Aviation In Canada

Wednesday, July 06, 2005

Halifax International Airport Construction

The Halifax International Airport Authority has decided it's time to redo the surface of the airport. Not an entirely unusual thing, since airport construction happens. Afterall, the surfaces do deteriorate over time. The HIAA has taken it upon themselves to redo the entire surface, in four phases, I believe. The current one, lasting upwards of four weeks in total, has been a bit of a bugaboo for the HIAA as well as many thousands of passengers and the airlines in particular.

Remember my Canjet post a few days ago? That was written on the heels of a letter to the editor to our local newspaper, asking them to contact other parties before reporting, rather than just sensationalize the words of a few passengers. You know, actually call the airline to get their story. What about the airport? Was Canjet the only one who couldn't get in? The basics of good reporting, here. Anyway, Canjet tracked down my phone number and called me last evening. He wanted to see if I was for real, and, if so, to thank me for throwing some sanity into the media frenzy over this. He said they thought about their options in this, and decided to let the storm pass, as one of the comments here had mentioned, rather than getting into a big public fight. The next "big thing" for the media will come along and hopefully all of this would blow over and be forgotten about. He confirmed everything we suspected here: The pilots didn't rocket right up with ear-blowing decompression and everything was done reasonably. He said, in fact, it would have been interesting to see if anyone noticed the difference if they weren't honest and up front about it all, since it was dark (the flight occured after nightfall) and little was visible out the windows with clouds and all. Still, I like the integrity of the company for being forthcoming about the situation with their passengers, rather than trying to hide things. I wonder if Jetsgo would have been equally up front... Nah. No need to compare these two companies.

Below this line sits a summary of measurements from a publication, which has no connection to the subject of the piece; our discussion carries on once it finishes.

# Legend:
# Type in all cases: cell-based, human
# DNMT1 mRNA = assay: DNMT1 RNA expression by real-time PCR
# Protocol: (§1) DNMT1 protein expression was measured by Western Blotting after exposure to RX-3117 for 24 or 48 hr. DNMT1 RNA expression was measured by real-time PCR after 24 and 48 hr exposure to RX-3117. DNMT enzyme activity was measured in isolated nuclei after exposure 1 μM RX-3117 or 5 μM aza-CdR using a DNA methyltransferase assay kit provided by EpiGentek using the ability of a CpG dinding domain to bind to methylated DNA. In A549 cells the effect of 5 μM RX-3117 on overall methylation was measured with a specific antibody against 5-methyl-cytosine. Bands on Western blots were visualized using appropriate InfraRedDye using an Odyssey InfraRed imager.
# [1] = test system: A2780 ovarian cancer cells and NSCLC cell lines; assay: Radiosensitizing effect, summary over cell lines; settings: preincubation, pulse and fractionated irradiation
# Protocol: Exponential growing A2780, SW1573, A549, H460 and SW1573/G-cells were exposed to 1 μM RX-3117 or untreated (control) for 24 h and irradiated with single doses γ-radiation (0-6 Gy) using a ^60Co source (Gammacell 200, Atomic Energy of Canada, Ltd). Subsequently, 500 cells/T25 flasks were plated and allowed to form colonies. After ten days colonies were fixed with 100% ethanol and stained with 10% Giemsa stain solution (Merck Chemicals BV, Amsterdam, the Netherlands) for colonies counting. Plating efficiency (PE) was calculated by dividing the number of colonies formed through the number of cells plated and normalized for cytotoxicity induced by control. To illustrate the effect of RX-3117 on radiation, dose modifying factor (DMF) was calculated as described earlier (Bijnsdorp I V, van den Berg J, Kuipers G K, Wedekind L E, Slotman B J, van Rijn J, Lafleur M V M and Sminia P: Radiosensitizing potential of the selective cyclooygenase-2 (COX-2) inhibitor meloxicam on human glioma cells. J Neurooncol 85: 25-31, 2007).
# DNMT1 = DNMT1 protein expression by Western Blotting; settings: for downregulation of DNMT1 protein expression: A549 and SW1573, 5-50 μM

Anyway, the airport construction has been hard on the airport users. In Moncton, the airport authority's president was quoted as saying they had more airplanes on the ramp here than at any point since 9/11. Parking actually became an issue, he said, as was dealing with the passenger influx. Bad enough that the airport had to work with this, but over the Canada Day holiday weekend with all the hotels booked up and so forth, there was no room at the inn, so to speak. Timing really is everything.

I'm still not sure what had the HIAA decide to do all of this construction at the height of summer passenger traffic, but it's the airlines that have quietly shouldered the blame for not making it in there so far. I haven't seen anything from any of them yet pushing that blame to the airport. They have NDB approaches and a localizer approach. That's it. Halifax has a CAT II ILS for a reason: They often need it. The airlines have likely paid out tonnes of cash for passengers' alternate arrangements, tonnes of fuel in holding and diverting. All this, and so far they've been quiet? I wonder if there is some kind of arrangement or it they're just sucking it up. It has to be monumentally expensive on every front (customer relations, crew resources, fuel budget, you name it) especially for a cut-throat business like this.